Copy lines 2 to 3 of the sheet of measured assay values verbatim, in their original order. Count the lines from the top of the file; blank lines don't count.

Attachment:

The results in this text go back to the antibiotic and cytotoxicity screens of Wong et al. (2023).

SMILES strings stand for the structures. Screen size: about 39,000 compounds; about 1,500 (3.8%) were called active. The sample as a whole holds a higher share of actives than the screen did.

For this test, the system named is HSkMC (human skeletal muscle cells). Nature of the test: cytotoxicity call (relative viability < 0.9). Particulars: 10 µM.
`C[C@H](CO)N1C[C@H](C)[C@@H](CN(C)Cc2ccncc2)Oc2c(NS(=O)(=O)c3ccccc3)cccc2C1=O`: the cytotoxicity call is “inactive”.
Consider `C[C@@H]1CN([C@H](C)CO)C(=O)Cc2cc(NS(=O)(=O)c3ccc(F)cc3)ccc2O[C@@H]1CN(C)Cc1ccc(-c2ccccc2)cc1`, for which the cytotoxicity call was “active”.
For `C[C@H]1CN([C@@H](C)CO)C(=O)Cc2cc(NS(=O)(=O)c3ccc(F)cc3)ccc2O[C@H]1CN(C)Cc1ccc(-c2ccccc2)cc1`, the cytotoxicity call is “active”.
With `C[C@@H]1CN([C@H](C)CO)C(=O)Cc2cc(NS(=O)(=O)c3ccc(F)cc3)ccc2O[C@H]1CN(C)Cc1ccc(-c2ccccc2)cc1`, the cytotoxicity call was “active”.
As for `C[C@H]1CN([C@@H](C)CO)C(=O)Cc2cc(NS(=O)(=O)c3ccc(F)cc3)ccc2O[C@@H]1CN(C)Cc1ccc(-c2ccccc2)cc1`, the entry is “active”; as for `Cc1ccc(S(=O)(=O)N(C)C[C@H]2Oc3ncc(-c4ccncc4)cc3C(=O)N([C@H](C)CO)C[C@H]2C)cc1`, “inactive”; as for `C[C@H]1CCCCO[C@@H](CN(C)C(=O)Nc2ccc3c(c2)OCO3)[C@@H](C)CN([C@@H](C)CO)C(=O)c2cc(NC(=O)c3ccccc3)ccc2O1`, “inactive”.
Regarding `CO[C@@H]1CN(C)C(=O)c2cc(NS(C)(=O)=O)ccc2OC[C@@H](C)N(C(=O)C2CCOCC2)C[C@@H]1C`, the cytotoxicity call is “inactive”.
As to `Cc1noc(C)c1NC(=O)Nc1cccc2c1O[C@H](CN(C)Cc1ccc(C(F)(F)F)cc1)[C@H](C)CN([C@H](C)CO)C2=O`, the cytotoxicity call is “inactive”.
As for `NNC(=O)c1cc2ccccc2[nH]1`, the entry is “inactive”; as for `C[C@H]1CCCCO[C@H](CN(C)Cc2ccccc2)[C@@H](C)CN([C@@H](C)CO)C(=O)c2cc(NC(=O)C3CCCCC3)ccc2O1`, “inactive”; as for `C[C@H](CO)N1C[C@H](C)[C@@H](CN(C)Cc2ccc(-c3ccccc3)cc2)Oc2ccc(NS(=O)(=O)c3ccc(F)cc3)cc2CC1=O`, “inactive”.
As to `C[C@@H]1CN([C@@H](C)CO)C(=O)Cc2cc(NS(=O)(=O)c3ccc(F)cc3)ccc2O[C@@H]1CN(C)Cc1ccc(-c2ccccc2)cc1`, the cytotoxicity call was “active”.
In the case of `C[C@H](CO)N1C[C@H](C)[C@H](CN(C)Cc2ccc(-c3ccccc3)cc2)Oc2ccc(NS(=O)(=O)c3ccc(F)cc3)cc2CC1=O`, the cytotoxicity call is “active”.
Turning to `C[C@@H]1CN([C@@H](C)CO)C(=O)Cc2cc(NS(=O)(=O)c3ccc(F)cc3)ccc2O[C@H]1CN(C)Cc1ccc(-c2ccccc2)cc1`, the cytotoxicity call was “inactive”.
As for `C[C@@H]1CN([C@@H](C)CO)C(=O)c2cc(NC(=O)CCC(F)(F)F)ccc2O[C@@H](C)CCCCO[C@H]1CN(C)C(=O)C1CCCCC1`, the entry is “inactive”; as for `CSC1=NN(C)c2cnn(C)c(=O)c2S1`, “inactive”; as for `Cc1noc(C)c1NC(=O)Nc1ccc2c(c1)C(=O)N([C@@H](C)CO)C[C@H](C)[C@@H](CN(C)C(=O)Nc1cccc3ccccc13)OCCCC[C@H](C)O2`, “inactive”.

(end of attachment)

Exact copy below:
SMILES strings stand for the structures. Screen size: about 39,000 compounds; about 1,500 (3.8%) were called active. The sample as a whole holds a higher share of actives than the screen did.

For this test, the system named is HSkMC (human skeletal muscle cells). Nature of the test: cytotoxicity call (relative viability < 0.9). Particulars: 10 µM.